Tennessee Williams' A Streetcar Named Desire is regarded by many as one of the greatest American plays of the 20th century. Opening on Broadway in December 1947, the play received the Pulitzer Prize for Best Drama in 1948 and in 1951 the play was adapted for the big screen. The film, which starred Vivien Leigh and Marlon Brando, won a host of awards including the Academy Award for Best Actress and cemented the play's status in American drama history.
Cambridge Arts Theatre's co-production of David Haig's remarkable new play, Pressure, opens next week. We caught up with the man himself to chat about the history behind the characters and what he believes the story could offer contemporary audiences.
This month sees the return of the celebrated author Peter James with a thrilling new stage adaptation of his best-selling novel, Not Dead Enough, starring Laura Whitmore, Bill Ward and Stephen Billington.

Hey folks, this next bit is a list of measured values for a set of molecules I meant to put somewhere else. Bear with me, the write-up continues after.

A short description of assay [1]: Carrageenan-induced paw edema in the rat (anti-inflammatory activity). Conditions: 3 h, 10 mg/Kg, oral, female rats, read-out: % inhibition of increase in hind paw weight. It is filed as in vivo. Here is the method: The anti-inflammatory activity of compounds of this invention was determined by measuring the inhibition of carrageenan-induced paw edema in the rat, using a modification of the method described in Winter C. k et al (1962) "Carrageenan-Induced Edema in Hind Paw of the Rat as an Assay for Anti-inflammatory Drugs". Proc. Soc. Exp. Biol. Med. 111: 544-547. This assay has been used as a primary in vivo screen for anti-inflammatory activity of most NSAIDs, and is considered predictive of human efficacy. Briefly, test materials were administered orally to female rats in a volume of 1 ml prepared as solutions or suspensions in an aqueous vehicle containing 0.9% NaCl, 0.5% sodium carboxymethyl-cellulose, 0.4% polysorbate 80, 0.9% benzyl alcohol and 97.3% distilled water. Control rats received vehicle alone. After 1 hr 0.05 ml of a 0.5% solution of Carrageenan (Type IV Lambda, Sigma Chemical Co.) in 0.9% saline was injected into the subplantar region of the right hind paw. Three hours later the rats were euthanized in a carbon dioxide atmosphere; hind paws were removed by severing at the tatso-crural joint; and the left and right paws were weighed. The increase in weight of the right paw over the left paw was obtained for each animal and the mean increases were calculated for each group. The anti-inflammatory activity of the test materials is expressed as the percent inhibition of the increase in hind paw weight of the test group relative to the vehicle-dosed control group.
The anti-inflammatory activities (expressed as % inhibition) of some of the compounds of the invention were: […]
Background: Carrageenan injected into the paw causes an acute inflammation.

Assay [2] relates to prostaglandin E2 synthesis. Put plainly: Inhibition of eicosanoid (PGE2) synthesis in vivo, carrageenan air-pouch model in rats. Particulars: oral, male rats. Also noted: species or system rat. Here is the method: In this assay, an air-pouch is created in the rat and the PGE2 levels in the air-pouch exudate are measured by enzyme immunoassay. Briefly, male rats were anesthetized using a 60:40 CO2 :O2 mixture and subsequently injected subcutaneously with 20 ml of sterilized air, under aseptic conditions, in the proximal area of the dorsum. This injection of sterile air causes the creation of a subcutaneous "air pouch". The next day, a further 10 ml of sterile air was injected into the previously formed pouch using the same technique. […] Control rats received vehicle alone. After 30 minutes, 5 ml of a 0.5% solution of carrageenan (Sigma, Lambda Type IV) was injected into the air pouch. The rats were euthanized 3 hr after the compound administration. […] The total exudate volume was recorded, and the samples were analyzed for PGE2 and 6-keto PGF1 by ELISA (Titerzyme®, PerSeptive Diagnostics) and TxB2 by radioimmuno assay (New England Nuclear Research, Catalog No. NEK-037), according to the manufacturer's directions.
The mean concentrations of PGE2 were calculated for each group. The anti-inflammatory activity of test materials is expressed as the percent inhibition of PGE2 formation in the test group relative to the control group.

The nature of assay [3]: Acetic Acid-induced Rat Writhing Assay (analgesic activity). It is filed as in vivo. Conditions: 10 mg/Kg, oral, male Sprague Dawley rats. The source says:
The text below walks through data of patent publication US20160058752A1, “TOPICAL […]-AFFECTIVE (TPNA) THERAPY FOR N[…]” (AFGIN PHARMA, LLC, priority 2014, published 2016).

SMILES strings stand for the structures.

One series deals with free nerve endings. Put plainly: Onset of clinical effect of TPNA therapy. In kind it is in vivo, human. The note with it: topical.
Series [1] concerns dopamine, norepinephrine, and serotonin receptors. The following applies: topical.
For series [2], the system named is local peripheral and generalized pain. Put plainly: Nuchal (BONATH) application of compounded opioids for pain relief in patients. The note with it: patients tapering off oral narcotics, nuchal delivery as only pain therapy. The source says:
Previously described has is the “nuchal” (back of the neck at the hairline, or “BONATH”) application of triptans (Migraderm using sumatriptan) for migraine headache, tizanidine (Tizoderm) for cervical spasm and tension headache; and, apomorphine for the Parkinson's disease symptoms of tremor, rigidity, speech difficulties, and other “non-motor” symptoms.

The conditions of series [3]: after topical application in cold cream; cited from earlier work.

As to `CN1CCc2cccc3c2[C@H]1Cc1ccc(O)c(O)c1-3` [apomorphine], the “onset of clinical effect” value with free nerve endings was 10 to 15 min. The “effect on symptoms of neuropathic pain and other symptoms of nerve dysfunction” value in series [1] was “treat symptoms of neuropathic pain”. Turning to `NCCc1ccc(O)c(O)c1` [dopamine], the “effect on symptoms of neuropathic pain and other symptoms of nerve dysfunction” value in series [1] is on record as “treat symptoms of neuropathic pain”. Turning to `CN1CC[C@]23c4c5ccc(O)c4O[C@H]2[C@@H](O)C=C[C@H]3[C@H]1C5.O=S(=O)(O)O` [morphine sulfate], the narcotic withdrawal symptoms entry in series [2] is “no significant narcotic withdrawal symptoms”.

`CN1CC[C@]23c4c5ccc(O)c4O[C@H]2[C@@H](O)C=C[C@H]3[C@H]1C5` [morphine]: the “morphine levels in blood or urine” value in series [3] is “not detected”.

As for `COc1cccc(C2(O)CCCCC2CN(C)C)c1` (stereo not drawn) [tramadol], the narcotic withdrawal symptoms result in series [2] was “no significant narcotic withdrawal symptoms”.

Here's what Peter James had to say about his books, writing spine-chilling thrillers and seeing his words brought alive on stage...
Firstly, how would you sum up the plot of Not Dead Enough, without giving too much away!
To continue International Women's Day celebrations, we are continuing our Women in Theatre series - an exciting three weeks of three incredible productions written by women, about women and starring women! (Click here for more information)
So here's an interview with Stella Powell-Jones, Associate Director of Royal Court's Escaped Alone!
The work of Alan Ayckbourn, the acclaimed playwright who has written over seventy plays, is soon returning to our stage with the laugh-out-loud futuristic comedy Henceforward... (Wed 22 - Sat 25 Feb). Alan Ayckbourn chatted to Simon Murgatroyd about his play and the difficulty of producing a production that was deemed futuristic in 1987... in 2017!
Henceforward… is this year’s Ayckbourn revival at the Stephen Joseph Theatre, tell us a little about the play.